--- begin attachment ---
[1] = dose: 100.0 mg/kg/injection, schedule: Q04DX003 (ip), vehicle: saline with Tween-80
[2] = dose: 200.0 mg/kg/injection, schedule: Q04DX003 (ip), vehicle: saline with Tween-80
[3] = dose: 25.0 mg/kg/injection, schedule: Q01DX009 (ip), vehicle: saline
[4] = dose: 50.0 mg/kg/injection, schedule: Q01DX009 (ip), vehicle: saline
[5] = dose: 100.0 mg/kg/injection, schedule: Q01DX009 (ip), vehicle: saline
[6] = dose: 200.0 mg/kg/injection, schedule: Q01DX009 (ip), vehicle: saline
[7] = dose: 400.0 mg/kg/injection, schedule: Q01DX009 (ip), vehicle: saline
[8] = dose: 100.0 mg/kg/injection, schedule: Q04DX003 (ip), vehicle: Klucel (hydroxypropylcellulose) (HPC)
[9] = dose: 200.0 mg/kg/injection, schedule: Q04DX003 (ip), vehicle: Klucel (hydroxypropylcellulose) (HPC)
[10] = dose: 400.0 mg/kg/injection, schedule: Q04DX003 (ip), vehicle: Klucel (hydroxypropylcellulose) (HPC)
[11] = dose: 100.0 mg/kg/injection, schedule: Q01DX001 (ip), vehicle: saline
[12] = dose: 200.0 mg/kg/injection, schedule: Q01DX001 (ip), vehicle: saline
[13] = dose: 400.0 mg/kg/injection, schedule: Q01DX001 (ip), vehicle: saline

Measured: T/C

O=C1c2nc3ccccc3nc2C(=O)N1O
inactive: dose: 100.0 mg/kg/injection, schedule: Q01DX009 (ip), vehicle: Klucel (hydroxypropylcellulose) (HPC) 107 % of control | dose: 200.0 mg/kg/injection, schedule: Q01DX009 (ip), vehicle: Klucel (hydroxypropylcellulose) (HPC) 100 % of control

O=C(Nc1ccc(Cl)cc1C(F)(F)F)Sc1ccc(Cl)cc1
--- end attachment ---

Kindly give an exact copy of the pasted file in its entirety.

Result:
[1] = dose: 100.0 mg/kg/injection, schedule: Q04DX003 (ip), vehicle: saline with Tween-80
[2] = dose: 200.0 mg/kg/injection, schedule: Q04DX003 (ip), vehicle: saline with Tween-80
[3] = dose: 25.0 mg/kg/injection, schedule: Q01DX009 (ip), vehicle: saline
[4] = dose: 50.0 mg/kg/injection, schedule: Q01DX009 (ip), vehicle: saline
[5] = dose: 100.0 mg/kg/injection, schedule: Q01DX009 (ip), vehicle: saline
[6] = dose: 200.0 mg/kg/injection, schedule: Q01DX009 (ip), vehicle: saline
[7] = dose: 400.0 mg/kg/injection, schedule: Q01DX009 (ip), vehicle: saline
[8] = dose: 100.0 mg/kg/injection, schedule: Q04DX003 (ip), vehicle: Klucel (hydroxypropylcellulose) (HPC)
[9] = dose: 200.0 mg/kg/injection, schedule: Q04DX003 (ip), vehicle: Klucel (hydroxypropylcellulose) (HPC)
[10] = dose: 400.0 mg/kg/injection, schedule: Q04DX003 (ip), vehicle: Klucel (hydroxypropylcellulose) (HPC)
[11] = dose: 100.0 mg/kg/injection, schedule: Q01DX001 (ip), vehicle: saline
[12] = dose: 200.0 mg/kg/injection, schedule: Q01DX001 (ip), vehicle: saline
[13] = dose: 400.0 mg/kg/injection, schedule: Q01DX001 (ip), vehicle: saline

Measured: T/C

O=C1c2nc3ccccc3nc2C(=O)N1O
inactive: dose: 100.0 mg/kg/injection, schedule: Q01DX009 (ip), vehicle: Klucel (hydroxypropylcellulose) (HPC) 107 % of control | dose: 200.0 mg/kg/injection, schedule: Q01DX009 (ip), vehicle: Klucel (hydroxypropylcellulose) (HPC) 100 % of control

O=C(Nc1ccc(Cl)cc1C(F)(F)F)Sc1ccc(Cl)cc1